SWA Guiding Principles for the Post-2015directdown

- All stakeholders have important and relevant contributions to make – including governments, multilateral and intergovernmental organizations, development banks, civil society organizations and the people using services.

- Sustainability of services should guide all strategies and actions to improve access to sanitation and drinking water.

- The cross-cutting nature of sanitation and water necessitates effective collaboration and joint working across relevant government ministries, donor and non-governmental agencies and other key institutions.

- Targeting the unserved and maintaining existing services should take precedence over improving services for the already served.

- Particular support is needed to address those countries and contexts that are lagging behind in access to sanitation and water, including access inequalities for rural, poor and internally marginalized populations. Such sustained support will ensure that countries genuinely committed to sanitation and water for all will be afforded the chance to implement national plans and achieve their sanitation and water targets

- Knowledge and evidence must be sought and transparently shared to inform policy-making and action at all levels.

- Aid effectiveness commitments must be implemented to achieve sanitation and water for all, in line with the Paris Declaration and Accra Agenda for Action commitments on country ownership, alignment, harmonization, managing for results, mutual accountability, predictability, country systems, conditionality, and untying aid.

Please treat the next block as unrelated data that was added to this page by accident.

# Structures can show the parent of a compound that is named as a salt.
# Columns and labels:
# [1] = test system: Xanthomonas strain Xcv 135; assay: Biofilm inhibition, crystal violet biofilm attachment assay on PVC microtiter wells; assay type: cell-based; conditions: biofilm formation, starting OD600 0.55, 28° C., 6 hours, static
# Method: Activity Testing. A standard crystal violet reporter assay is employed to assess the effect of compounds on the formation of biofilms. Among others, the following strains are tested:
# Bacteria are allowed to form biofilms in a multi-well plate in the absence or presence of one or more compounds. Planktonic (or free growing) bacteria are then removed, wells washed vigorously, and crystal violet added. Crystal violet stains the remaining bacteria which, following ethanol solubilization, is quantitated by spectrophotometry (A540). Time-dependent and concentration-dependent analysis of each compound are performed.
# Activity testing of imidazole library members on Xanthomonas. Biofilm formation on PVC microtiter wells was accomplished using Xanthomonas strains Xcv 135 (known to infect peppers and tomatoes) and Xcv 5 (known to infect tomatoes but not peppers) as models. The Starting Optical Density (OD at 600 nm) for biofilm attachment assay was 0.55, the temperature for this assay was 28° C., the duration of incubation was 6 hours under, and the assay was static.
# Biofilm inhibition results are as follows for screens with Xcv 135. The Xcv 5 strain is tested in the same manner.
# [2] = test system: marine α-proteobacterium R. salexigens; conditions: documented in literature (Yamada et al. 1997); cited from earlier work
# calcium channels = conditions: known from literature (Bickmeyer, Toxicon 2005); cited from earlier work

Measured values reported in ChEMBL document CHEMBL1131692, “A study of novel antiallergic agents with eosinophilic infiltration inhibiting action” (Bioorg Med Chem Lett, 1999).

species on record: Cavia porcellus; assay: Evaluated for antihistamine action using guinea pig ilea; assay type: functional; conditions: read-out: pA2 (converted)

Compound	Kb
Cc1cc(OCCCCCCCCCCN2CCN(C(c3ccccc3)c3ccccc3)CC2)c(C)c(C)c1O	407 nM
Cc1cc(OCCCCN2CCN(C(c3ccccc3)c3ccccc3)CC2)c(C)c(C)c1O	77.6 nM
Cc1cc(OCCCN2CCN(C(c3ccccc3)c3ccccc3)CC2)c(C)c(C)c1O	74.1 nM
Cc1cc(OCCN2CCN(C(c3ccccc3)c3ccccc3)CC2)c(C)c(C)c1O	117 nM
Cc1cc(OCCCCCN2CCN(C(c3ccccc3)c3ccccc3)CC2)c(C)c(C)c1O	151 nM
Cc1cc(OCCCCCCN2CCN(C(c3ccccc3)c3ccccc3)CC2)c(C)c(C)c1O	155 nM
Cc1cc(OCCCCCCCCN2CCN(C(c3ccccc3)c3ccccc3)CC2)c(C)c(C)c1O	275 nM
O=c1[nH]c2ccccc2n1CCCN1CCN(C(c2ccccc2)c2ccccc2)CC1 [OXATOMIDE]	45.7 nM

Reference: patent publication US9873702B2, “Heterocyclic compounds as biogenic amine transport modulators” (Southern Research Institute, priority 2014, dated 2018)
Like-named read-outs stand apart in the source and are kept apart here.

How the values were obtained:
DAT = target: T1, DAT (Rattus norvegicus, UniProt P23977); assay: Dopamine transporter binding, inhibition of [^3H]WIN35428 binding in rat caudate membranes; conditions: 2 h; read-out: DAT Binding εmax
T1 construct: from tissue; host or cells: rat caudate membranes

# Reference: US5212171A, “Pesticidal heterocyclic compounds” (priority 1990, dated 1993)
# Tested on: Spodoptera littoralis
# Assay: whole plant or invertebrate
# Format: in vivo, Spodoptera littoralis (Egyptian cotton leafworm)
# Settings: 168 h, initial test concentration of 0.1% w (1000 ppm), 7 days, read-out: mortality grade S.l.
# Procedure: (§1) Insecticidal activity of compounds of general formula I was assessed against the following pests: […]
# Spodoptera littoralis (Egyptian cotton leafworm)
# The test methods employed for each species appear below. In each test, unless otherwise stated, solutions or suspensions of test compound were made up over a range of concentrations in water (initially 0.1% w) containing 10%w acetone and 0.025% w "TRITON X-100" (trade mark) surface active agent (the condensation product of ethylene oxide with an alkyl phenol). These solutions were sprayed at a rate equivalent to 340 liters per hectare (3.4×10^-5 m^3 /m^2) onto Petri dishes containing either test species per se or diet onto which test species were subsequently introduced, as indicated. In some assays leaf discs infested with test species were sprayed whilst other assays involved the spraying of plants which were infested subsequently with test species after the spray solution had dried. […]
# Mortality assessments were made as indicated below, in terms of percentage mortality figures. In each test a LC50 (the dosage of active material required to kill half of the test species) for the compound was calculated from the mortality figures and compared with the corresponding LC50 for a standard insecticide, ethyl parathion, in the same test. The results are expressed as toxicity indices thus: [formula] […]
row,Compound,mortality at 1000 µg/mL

- Prior commitments by donors and developing countries serve as a strong foundation to increase access to sanitation and drinking water and for improving aid effectiveness. These commitments should continue to be translated into action and results.

- The Sanitation and Water for All partnership should build on and support existing country and regional institutions, processes and sector networks.

- Sector engagement in fragile states and situations should be guided by OECD-DAC Principles of Good International Engagement In Fragile States and Situations in those contexts.

- Water and Sanitation must be affordable, available, accessible, sustainable and provided on a non-discriminatory basis.

- Global elimination of open defecation by providing a first service level, as well as access to basic standard of drinking water supply are  immediate priorities.

- Success should be measured not only in terms of increasing the number of people with access but also in terms of reducing inequalities – between rich and poor, urban and rural dwellers, slums and formal urban settlements, and disadvantaged groups and the general population.

- Achieving only a basic level of service is not enough – we must progressively increase the level of service.

- Engagement is required with productive users of water (agriculture, energy and industry) as availability and quality of water used to produce drinking water is reliant on good integrated water resources management.

[2] Domestos, WaterAid, WSSCC. We Can’t Wait, A report on Sanitation and hygiene for women and girls. October 2013. Online: